"... In the area of foundations of mathematics and computer science, three related topics dominate. These are calculus, type theory and logic. There are moreover, many versions of calculi and type theories. In these versions, the presence of logic ranges from the nonexistant to the dominant. In fact, ..."
Abstract
 Add to MetaCart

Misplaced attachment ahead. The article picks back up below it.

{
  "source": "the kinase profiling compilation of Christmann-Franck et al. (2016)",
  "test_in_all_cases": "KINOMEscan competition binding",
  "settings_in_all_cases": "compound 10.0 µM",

In the area of foundations of mathematics and computer science, three related topics dominate. These are calculus, type theory and logic. There are moreover, many versions of calculi and type theories. In these versions, the presence of logic ranges from the nonexistant to the dominant. In fact, the three subjects of calculus, logic and type theory, got separated due to the appearence of the paradoxes. Moreover, the existence of various versions of each topic is due to the need to get back to the lost paradise which allowed a great freedom in mixing expressivity and logic. In any case, the presence of such a variety of systems calls for a framework to unify them all. Barendregt's cube for example, is an attempt to unify various type systems and his associated logic cube is an attempt to nd connections between type theories and logic. We devise a new notation which enables categorising most of the known systems in a unied way. More precisely, we sketch the general structure of a system of typed lambda calculus and show that this system has enough expressive power for the description of various existing systems, ranging from Automathlike systems to singlytyped Pure Type Systems. The system We are grateful for Erik Poll who has read the paper carefully and for his productive comments. We are also grateful for discussions with Henk Barendregt, Inge Bethke, Tijn Borghuis and for the helpful remarks received from them. Furthermore, we are indebted to the anonymous referee for his/her useful suggestions and remarks. y